Verbal and non-verbal behaviour and patient perception of communication in primary care: an observational study

Little, P., White, P., Kelly, J., Everitt, H., Gashi, S., Bikker, A. and Mercer, S. (2015) Verbal and non-verbal behaviour and patient perception of communication in primary care: an observational study. British Journal of General Practice, 65(635), e357-e365. (doi:10.3399/bjgp15X685249) (PMID:26009530)

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Abstract

Background Few studies have assessed the importance of a broad range of verbal and non-verbal consultation behaviours.

Aim To explore the relationship of observer ratings of behaviours of videotaped consultations with patients’ perceptions.

Design and setting Observational study in general practices close to Southampton, Southern England.

Method Verbal and non-verbal behaviour was rated by independent observers blind to outcome. Patients competed the Medical Interview Satisfaction Scale (MISS; primary outcome) and questionnaires addressing other communication domains.

Results In total, 275/360 consultations from 25 GPs had useable videotapes. Higher MISS scores were associated with slight forward lean (an 0.02 increase for each degree of lean, 95% confidence interval [CI] = 0.002 to 0.03), the number of gestures (0.08, 95% CI = 0.01 to 0.15), ‘back-channelling’ (for example, saying ‘mmm’) (0.11, 95% CI = 0.02 to 0.2), and social talk (0.29, 95% CI = 0.4 to 0.54). Starting the consultation with professional coolness (‘aloof’) was helpful and optimism unhelpful. Finishing with non-verbal ‘cut-offs’ (for example, looking away), being professionally cool (‘aloof’), or patronising, (‘infantilising’) resulted in poorer ratings. Physical contact was also important, but not traditional verbal communication.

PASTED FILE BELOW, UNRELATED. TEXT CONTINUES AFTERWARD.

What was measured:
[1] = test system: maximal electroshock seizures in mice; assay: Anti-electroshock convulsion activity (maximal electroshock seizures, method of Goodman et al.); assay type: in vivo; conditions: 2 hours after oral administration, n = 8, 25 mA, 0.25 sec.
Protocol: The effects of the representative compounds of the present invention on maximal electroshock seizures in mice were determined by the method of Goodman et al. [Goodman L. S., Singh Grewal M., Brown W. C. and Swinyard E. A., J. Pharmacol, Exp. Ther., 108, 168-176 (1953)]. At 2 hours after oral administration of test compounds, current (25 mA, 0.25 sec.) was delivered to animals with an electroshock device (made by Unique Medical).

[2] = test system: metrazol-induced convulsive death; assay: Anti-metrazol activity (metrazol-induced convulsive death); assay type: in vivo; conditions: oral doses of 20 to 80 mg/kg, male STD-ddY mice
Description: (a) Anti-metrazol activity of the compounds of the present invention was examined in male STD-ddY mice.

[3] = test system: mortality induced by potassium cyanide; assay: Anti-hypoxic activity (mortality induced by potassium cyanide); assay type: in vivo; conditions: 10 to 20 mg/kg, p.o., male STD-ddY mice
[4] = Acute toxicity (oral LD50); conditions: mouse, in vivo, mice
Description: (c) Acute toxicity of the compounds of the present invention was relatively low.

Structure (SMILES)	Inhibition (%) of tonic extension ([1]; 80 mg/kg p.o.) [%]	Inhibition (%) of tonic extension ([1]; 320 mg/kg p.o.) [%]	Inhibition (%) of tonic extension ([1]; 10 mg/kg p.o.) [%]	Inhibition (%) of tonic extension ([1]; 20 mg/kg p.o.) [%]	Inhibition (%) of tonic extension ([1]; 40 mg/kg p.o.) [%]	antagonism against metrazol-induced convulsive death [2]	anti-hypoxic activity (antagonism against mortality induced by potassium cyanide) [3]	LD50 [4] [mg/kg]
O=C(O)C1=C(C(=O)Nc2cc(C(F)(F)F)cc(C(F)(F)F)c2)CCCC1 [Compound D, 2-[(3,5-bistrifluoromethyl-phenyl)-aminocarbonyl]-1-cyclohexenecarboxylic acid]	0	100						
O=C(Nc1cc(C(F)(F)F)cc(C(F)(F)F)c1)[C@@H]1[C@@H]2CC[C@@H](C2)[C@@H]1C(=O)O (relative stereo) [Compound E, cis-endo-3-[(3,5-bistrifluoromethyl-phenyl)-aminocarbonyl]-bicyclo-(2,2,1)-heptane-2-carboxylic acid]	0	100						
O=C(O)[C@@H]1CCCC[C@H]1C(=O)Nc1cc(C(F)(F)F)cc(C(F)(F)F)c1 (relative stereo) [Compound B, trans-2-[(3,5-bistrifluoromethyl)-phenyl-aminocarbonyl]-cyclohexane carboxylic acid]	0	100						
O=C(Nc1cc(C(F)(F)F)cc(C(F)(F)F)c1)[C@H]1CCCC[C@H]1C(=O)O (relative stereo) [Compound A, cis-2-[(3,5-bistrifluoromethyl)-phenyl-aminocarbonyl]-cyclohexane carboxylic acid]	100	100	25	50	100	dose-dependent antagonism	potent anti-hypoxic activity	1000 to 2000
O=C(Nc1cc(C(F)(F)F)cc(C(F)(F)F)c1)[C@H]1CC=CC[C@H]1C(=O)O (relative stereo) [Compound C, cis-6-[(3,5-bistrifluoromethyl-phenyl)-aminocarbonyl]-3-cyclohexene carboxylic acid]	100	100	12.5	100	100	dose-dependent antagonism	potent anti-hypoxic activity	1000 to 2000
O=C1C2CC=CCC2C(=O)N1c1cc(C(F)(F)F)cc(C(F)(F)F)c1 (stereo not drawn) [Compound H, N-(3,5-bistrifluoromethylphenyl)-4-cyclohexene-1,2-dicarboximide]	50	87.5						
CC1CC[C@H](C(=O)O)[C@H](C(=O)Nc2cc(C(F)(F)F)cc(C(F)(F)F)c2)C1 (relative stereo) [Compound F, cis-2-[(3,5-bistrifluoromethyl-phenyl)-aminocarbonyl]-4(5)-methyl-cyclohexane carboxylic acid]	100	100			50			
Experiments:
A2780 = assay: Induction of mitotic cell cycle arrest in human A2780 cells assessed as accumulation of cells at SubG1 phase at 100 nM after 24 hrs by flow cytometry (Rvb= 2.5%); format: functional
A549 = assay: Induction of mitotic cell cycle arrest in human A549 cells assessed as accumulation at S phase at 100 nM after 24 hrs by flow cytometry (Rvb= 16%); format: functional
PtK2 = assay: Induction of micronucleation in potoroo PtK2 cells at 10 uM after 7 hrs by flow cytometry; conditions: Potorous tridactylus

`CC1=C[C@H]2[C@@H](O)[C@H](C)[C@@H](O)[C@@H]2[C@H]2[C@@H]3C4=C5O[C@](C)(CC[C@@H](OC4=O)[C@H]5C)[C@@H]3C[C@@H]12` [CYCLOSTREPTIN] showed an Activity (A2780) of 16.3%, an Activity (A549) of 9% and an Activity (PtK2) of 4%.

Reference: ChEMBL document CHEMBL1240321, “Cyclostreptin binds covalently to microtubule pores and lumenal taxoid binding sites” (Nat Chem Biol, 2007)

Conclusion These exploratory results require confirmation, but suggest that patients may be responding to several non-verbal behaviours and non-specific verbal behaviours, such as social talk and back-channelling, more than traditional verbal behaviours. A changing consultation dynamic may also help, from professional ‘coolness’ at the beginning of the consultation to becoming warmer and avoiding non-verbal cut-offs at the end.

Item Type:Articles
Status:Published
Refereed:Yes
Glasgow Author(s) Enlighten ID:Mercer, Professor Stewart and Bikker, Ms Annemieke
Authors: Little, P., White, P., Kelly, J., Everitt, H., Gashi, S., Bikker, A., and Mercer, S.
College/School:College of Medical Veterinary and Life Sciences > Institute of Health and Wellbeing > General Practice and Primary Care
Journal Name:British Journal of General Practice
Publisher:British Journal of General Practice
ISSN:0960-1643
ISSN (Online):1478-5242

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